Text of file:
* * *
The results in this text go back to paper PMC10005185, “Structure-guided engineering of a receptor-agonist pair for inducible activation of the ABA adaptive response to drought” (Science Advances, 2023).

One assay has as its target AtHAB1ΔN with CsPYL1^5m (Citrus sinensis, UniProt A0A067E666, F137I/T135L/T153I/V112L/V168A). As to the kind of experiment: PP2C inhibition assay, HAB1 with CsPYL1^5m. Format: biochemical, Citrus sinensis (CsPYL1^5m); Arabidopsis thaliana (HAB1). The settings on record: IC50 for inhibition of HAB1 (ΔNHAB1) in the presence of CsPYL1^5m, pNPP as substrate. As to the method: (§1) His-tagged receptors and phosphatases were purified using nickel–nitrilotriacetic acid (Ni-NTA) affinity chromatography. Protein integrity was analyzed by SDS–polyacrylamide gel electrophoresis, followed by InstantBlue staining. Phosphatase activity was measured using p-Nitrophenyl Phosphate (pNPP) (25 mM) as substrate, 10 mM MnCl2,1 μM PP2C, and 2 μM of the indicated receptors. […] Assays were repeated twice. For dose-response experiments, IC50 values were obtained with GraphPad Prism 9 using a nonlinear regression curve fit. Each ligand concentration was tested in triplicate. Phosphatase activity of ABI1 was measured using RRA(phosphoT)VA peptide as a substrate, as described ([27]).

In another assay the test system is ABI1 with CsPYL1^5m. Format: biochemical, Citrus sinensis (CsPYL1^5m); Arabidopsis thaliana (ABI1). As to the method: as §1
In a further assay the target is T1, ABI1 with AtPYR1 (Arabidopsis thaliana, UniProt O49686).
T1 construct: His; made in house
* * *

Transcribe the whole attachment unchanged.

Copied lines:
The results in this text go back to paper PMC10005185, “Structure-guided engineering of a receptor-agonist pair for inducible activation of the ABA adaptive response to drought” (Science Advances, 2023).

One assay has as its target AtHAB1ΔN with CsPYL1^5m (Citrus sinensis, UniProt A0A067E666, F137I/T135L/T153I/V112L/V168A). As to the kind of experiment: PP2C inhibition assay, HAB1 with CsPYL1^5m. Format: biochemical, Citrus sinensis (CsPYL1^5m); Arabidopsis thaliana (HAB1). The settings on record: IC50 for inhibition of HAB1 (ΔNHAB1) in the presence of CsPYL1^5m, pNPP as substrate. As to the method: (§1) His-tagged receptors and phosphatases were purified using nickel–nitrilotriacetic acid (Ni-NTA) affinity chromatography. Protein integrity was analyzed by SDS–polyacrylamide gel electrophoresis, followed by InstantBlue staining. Phosphatase activity was measured using p-Nitrophenyl Phosphate (pNPP) (25 mM) as substrate, 10 mM MnCl2,1 μM PP2C, and 2 μM of the indicated receptors. […] Assays were repeated twice. For dose-response experiments, IC50 values were obtained with GraphPad Prism 9 using a nonlinear regression curve fit. Each ligand concentration was tested in triplicate. Phosphatase activity of ABI1 was measured using RRA(phosphoT)VA peptide as a substrate, as described ([27]).

In another assay the test system is ABI1 with CsPYL1^5m. Format: biochemical, Citrus sinensis (CsPYL1^5m); Arabidopsis thaliana (ABI1). As to the method: as §1
In a further assay the target is T1, ABI1 with AtPYR1 (Arabidopsis thaliana, UniProt O49686).
T1 construct: His; made in house